When selling your home, you can always avoid problems after the real estate final walkthrough. The best way to ensure you’re fully prepared for the final walkthrough as the seller is to read your purchase agreement. Terms of the agreement will lay out what you need to do for the home sale to be successful in terms of the house’s conditions, repairs to be made, and items to be left with the property. Here are some of the best tips for sellers to guarantee that this important step of selling a house off without a hitch.
1) Make Sure the House is “Broom Clean”
It’s your obligation to make sure the house is “broom clean”. This means the real estate property has to be cleaned, swept, vacuumed and cleared of rubbish and clutter. The homebuyer will likely do a deep clean after moving in, but you should still make sure you aren’t leaving them a dirty home. Another note is to make sure the bags of trash, compost, recycling, and debris aren’t on the side of the lawn on the day of the final walkthrough. Your best bet as the seller is to take care of your garbage pickup the week prior to the real estate final walkthrough to maintain the property’s curb appeal.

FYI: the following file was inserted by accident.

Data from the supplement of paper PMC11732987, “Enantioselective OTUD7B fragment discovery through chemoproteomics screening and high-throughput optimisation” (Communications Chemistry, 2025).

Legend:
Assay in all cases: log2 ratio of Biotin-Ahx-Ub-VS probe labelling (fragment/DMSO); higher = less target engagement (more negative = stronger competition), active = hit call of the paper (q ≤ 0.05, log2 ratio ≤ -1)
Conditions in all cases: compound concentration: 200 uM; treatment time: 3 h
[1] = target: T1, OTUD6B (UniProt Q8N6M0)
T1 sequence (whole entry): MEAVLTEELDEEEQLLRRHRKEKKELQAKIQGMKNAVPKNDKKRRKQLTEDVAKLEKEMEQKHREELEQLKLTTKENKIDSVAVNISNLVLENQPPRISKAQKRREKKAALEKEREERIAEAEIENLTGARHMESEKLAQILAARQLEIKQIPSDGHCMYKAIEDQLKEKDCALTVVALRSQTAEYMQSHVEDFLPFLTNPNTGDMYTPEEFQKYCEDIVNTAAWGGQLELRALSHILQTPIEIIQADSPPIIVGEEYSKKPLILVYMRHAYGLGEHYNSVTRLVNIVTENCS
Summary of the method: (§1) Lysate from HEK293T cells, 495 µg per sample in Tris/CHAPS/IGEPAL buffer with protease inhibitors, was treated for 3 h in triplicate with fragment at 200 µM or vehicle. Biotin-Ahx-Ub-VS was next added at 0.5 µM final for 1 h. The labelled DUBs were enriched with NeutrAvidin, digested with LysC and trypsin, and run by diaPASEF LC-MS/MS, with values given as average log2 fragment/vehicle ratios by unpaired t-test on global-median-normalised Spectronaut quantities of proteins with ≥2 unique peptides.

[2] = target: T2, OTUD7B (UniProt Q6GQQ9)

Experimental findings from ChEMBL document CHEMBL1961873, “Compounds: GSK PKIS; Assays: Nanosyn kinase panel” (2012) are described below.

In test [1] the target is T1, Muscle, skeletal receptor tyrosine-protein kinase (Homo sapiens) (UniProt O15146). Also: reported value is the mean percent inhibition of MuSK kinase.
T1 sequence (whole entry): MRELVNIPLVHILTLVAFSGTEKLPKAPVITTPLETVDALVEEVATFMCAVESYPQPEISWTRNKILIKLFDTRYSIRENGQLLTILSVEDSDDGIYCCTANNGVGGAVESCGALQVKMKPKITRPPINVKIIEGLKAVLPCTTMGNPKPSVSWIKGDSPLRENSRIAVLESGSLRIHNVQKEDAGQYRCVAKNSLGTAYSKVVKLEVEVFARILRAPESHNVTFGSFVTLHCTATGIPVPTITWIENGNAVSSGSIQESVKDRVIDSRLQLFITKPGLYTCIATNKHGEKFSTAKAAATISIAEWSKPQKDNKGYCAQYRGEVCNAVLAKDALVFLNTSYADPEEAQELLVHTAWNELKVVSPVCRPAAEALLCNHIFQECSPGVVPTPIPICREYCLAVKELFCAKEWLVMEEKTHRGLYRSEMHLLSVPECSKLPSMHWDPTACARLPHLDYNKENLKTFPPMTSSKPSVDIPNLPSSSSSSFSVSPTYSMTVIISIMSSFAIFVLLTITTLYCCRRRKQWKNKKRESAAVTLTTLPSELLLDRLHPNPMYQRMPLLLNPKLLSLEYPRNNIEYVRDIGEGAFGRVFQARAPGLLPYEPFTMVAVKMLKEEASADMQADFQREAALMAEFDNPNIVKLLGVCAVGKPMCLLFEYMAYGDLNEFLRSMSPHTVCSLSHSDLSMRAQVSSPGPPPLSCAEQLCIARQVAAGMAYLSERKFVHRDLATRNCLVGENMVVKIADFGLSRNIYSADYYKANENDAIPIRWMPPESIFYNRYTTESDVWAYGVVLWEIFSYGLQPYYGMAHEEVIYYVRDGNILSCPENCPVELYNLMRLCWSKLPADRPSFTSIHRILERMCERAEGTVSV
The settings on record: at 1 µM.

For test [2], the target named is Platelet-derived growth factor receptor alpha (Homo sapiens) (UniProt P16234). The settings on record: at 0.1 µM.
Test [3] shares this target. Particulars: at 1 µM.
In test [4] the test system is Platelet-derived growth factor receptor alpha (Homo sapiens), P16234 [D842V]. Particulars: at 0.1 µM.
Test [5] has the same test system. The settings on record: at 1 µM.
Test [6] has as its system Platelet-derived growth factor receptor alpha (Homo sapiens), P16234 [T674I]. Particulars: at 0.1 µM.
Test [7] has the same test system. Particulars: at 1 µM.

Related: Home Selling Process: 8 Steps You Can’t Skip
2) Don’t Remove Items Attached to the House
Generally speaking, anything that’s attached to the home has to stay with the home after moving out. This includes items like window treatments, light fixtures, water heater and HVAC system, large appliances like the oven range and refrigerator, and anything else that’s bolted, nailed down, or mounted. If you want to take any of these items with you after selling your house, you have to negotiate that directly with buyers and get it into the contract.
Otherwise, if the buyer arrives for the final walkthrough before closing to see something is missing without getting their permission, this would delay the closing or cause them to walk away. Your real estate agent will help you understand what stays with the home and what you’ve agreed to in the contract during contract negotiations. Following these terms will, therefore, assure that things go smoothly during the walkthrough.